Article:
40  Sent forth, or since did from their ashes come.


The Greeks seem to get top billing there. A little later in the poem 
Aristophanes is linked to Plautus and Terence as at least an equal.

I don't say Yawney is necessarily wrong-I am no expert. But Jonson's 
remarks do suggest that the important Greeks were well-regarded at least 
by him.

Cheers,
don

[2]-------------------------------------------------------------
From: 		Jack Heller <
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Date: 		Thursday, 22 Sep 2005 14:49:20 -0500 (EST)
Subject: 16.1578 Greek Drama
Comment: 	Re: SHK 16.1578 Greek Drama

I've had replies on and offlist to my inquiry on Greek Drama. I will 
look up Baldwin's study, and I am grateful for the replies.

Heller

[3]-------------------------------------------------------------
From: 		Matthew Steggle <
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Date: 		Friday, 23 Sep 2005 09:44:42 +0100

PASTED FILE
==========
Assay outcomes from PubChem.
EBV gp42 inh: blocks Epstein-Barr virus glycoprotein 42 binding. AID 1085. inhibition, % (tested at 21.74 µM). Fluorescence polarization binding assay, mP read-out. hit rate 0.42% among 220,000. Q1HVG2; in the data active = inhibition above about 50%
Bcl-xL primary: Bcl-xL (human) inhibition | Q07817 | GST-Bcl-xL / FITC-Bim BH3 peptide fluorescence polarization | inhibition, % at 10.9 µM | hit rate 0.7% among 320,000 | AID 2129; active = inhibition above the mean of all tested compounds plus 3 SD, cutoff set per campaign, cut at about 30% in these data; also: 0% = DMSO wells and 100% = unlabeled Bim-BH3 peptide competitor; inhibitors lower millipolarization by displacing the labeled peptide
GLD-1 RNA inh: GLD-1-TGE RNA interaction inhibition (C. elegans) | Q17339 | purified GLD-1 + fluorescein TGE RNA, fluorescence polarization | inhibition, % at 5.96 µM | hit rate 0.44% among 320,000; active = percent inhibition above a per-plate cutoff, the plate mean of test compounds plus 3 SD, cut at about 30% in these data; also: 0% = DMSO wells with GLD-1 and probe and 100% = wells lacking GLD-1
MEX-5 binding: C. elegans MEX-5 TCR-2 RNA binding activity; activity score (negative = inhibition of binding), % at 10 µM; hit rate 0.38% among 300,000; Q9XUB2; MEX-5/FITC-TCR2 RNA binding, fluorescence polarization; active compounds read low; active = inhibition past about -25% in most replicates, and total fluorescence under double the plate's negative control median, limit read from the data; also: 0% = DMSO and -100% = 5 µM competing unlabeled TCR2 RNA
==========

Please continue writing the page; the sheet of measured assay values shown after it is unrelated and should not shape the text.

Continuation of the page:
Subject: 	Greek Drama Available in Elizabethan/Jacobean England

For Jack Heller -

I've got an article forthcoming on the Renaissance reception of 
Aristophanes, which basically argues: the first printed English 
translation of an Aristophanes play is 1651, _Hey for Honesty_ (a 
translation, attributed to Thomas Randolph, of Aristophanes's _Wealth_). 
  But there were Latin translations around earlier, and you can trace a 
handful of performances at the universities and so on.  What's most 
interesting about the reception of Aristophanes is that people - 
particularly Ben Jonson - keep talking about him as a classical 
precedent for the practice of satirizing identifiable living people by 
name in your comedies.  Certainly, Jonson has read Aristophanes, and 
models bits of, for instance, _The Staple of News_ on episodes from 
those plays, as well as borrowing Aristophanes's "old comic freedom" of 
representing living individuals on stage.